Short-term effects on temporal judgement: Sequential drivers of interval bisection and reproduction

Acta Psychol (Amst). 2018 Apr;185:87-95. doi: 10.1016/j.actpsy.2018.01.009. Epub 2018 Feb 9.

Abstract

Our prior experiences provide the background with which we judge subsequent events. In the time perception literature one common finding is that providing participants with a higher percentage of a particular interval can skew judgment; intervals will appear longer if the distribution of intervals contains more short experiences. However, changing the distribution of intervals that participants witness also changes the short-term, interval-to-interval, sequence that participants experience. In the experiment presented here, we kept the overall distribution of intervals constant while manipulating the immediately-prior experience of participants. In temporal bisection, this created a noted assimilation effect; participants judged intervals as shorter given an immediately preceding short interval. In interval reproduction, there was no effect of the immediately prior interval length unless the prior interval had a linked motor command. We thus proposed that the immediately prior interval provided a context by which a subsequent interval is judged. However, in the case of reproduction, where a subsequent interval is reproduced, rather than seen, the effects of contextualization are attenuated.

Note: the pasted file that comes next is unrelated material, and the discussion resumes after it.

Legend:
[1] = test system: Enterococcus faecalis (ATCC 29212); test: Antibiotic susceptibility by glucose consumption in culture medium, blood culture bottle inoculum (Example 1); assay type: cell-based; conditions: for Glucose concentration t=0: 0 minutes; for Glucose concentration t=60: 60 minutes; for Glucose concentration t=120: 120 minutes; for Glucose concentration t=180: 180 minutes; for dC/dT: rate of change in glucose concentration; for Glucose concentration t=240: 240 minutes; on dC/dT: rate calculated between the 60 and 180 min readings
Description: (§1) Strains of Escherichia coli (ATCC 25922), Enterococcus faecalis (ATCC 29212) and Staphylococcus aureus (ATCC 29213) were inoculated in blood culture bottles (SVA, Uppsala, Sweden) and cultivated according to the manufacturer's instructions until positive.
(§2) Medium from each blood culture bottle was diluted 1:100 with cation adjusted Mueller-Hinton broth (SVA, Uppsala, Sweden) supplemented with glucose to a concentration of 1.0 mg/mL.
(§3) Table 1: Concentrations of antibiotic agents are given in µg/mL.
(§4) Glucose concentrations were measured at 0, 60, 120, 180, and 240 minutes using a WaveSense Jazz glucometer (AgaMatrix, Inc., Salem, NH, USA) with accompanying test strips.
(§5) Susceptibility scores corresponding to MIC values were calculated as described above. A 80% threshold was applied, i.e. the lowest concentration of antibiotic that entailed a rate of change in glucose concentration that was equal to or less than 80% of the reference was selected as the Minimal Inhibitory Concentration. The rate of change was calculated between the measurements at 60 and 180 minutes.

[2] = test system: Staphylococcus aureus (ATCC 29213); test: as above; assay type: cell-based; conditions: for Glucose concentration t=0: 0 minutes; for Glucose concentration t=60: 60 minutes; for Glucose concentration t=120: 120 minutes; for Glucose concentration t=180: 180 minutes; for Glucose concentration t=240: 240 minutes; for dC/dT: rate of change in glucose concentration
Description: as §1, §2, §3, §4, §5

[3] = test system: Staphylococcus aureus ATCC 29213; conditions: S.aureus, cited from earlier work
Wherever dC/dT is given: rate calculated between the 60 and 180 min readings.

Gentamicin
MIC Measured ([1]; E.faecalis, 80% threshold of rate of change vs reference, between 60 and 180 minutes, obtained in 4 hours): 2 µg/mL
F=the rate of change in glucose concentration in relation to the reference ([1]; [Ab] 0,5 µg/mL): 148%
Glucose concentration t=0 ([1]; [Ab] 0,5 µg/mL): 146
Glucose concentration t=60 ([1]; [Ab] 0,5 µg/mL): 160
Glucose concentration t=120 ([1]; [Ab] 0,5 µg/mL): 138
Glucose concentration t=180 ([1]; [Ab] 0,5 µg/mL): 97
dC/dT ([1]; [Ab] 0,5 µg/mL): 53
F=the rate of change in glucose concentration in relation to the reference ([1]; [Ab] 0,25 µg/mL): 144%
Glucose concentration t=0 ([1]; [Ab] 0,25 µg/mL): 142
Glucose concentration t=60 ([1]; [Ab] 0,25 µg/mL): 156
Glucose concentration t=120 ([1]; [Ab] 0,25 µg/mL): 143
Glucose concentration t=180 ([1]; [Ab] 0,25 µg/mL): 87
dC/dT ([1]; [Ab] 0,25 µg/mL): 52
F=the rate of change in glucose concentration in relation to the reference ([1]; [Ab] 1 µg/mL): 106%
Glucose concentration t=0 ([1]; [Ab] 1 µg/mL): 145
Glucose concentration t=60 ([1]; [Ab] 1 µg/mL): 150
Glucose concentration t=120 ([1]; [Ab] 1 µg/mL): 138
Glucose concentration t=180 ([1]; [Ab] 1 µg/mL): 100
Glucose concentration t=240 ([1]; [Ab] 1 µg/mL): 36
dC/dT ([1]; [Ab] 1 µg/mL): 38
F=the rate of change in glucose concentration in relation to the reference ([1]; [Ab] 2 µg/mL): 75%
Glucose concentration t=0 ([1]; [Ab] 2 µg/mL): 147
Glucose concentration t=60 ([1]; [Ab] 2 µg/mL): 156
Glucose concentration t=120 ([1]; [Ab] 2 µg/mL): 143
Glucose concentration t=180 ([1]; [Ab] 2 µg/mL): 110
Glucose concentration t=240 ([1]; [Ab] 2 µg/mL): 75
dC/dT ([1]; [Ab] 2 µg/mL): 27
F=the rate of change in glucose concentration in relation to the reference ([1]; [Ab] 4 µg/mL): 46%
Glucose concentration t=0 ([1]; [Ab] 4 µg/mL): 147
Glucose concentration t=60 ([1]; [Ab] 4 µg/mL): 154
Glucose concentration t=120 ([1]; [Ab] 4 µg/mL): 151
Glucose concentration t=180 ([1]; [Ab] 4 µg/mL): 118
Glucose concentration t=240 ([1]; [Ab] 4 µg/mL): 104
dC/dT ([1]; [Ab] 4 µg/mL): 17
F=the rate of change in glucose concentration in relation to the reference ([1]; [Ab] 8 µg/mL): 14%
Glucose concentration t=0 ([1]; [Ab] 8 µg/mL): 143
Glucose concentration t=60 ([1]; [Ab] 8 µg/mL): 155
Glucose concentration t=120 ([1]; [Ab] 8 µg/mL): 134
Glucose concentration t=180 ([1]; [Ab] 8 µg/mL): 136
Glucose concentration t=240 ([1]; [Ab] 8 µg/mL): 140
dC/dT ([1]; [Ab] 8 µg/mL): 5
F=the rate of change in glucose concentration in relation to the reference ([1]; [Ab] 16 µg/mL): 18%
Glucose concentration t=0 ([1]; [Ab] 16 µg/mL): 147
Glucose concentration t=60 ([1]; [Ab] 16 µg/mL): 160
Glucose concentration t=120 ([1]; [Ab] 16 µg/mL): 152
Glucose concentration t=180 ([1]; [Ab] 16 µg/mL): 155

Keywords: Assimilation; Interval bisection; Interval reproduction; Sequential experience; Temporal perception.

MeSH terms

  • Adolescent
  • Adult
  • Female
  • Humans
  • Judgment / physiology*
  • Male
  • Middle Aged
  • Reaction Time / physiology*
  • Time Perception / physiology*
  • Young Adult